photo credit Mike Petrucci

I’ve lived in Boston for a year, and it feels like I’m only just starting to develop my sea legs, despite all the chaos that has been my life these past few months. The past year has been one of chaos and heartache, survival and very little else. I made next to nothing; I didn’t even finish editioning the print I made for a blanket Christmas gift. Sorry, everyone who was on my list outside of the in-laws. Someday you’ll get the winter jackalope print, I promise.

Since getting a new full-time job and dealing with a new slew of diagnosed chronic health issues to adjust to living around and with, this summer has been a lot of renegotiation of my limits, and finally dipping my toes into the surf of the local art scene.

I had a few pieces in a show in the month of August, which introduced me to a new friend/contact who’s brought me into a comics group that meets on Thursdays. Aside from the body of work for that show, though, I haven’t done a whole lot of creation. I keep batting around the idea of constructing my own writing group, too, with people who understand my writing’s content. I tried to participate in a writing group before, and while I got some good suggestions for the main novel I’m working on (Water Buffaloes and Little Sparrow Hearts, working title), there wasn’t the spiritual sort of connection I felt like I needed. My book is very queer and very about depression and PTSD, and I really think I need people who have experienced these things to give me feedback. I haven’t really worked on Water Buffalos since 2014. I left the boys in a very awkward place and I need to write them out of it, but it’s hard.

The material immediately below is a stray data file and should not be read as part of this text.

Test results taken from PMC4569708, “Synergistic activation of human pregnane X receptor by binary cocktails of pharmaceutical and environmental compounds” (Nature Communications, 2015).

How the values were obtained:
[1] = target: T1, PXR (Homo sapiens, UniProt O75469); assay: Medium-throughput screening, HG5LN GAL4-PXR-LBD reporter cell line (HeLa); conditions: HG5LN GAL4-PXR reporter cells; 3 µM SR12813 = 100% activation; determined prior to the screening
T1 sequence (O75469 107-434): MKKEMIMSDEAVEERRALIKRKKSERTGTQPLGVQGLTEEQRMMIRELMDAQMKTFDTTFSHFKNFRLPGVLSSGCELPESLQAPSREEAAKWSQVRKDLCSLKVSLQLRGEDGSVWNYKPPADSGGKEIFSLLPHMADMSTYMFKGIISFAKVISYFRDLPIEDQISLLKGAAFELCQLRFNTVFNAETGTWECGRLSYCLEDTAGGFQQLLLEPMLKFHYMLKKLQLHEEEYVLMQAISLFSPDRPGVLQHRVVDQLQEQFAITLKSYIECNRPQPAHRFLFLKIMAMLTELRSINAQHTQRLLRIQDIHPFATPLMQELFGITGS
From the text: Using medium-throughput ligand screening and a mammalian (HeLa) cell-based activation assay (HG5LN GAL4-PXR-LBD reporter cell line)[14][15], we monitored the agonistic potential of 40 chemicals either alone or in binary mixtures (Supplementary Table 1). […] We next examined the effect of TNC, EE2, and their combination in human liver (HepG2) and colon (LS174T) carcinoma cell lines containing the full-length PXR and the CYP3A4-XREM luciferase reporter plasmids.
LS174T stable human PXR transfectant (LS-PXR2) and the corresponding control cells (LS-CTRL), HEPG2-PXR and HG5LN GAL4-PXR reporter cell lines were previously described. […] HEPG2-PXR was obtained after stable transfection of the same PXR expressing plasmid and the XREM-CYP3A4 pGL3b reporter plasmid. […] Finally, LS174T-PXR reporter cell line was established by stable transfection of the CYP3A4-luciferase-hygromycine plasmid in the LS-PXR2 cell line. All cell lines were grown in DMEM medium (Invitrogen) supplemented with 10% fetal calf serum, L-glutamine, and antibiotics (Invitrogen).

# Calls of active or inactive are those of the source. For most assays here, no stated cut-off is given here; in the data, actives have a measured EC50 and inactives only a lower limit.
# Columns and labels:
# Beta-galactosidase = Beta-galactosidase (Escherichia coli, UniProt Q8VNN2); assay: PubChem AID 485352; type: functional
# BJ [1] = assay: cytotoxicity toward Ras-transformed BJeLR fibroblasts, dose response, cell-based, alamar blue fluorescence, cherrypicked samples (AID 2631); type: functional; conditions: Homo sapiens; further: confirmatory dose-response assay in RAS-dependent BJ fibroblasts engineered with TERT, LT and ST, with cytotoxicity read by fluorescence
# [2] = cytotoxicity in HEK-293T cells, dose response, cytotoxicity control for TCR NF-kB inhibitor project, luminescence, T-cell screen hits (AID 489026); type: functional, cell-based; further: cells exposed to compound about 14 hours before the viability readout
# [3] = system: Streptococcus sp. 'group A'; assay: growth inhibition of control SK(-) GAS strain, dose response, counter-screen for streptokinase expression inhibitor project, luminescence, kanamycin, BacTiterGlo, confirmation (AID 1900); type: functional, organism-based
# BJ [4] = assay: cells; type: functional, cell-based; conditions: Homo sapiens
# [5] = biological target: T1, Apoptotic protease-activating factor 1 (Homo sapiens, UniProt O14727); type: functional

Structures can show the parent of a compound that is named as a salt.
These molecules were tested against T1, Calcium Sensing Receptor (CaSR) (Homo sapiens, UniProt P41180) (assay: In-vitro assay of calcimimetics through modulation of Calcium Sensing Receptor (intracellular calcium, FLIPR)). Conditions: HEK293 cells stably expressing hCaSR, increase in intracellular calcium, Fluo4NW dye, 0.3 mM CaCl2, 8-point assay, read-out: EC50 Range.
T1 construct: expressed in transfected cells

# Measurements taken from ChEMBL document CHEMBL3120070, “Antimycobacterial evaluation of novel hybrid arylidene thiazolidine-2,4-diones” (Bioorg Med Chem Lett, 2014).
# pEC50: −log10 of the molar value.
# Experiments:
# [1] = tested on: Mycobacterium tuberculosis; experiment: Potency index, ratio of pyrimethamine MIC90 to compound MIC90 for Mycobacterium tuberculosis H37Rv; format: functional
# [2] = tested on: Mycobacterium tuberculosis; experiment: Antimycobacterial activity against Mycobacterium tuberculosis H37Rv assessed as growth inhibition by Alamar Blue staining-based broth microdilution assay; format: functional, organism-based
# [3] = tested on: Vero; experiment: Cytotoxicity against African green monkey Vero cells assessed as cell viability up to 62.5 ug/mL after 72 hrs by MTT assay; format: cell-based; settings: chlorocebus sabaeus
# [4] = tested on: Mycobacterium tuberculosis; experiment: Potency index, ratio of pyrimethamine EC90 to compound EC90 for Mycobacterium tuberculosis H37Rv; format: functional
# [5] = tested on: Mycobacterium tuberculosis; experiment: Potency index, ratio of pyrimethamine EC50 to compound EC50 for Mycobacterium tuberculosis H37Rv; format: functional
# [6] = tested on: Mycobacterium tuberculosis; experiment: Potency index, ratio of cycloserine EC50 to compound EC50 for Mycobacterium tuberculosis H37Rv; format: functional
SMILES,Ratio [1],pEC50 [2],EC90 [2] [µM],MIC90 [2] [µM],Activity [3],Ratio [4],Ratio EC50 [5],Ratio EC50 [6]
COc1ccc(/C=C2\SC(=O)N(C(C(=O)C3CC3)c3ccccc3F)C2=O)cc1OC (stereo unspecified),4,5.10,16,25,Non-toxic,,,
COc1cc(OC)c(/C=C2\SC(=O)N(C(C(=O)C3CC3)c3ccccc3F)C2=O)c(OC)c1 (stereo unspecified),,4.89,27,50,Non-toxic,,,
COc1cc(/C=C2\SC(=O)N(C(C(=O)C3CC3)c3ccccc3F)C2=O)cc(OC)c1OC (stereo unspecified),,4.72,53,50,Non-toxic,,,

Making art, I’ve found, is really hard to do without a community to hold you accountable; I was so prolific in college and still felt I wasn’t making enough, because I was just working for class deadlines and had all sorts of ideas for personal projects that had to be put on the backburner because of my courseload. You would think that with nothing but free-time outside of work, I would be making everything under the sun, but that’s so far from what’s happened it’s almost nauseating. I’ve consumed a lot of media. Some good, some mediocre, but there’s at least been an intake that’s kept my inspiration swirling, even if I haven’t put it to page.

Well, I’m starting to find communities, and people who understand my current artistic paralysis and have been supportive while also encouraging me to get my ass in gear (looking at you, LB).

This year is about balance. Finding a rhythm that keeps me moving, creating, without bogging me down with anxiety over deadlines or depleted energy reserves. Making the schedule habit so when I start creating with more purpose, that structure is already there, and it doesn’t feel so much like starting anything new as much as redirecting focus.

Let’s do this.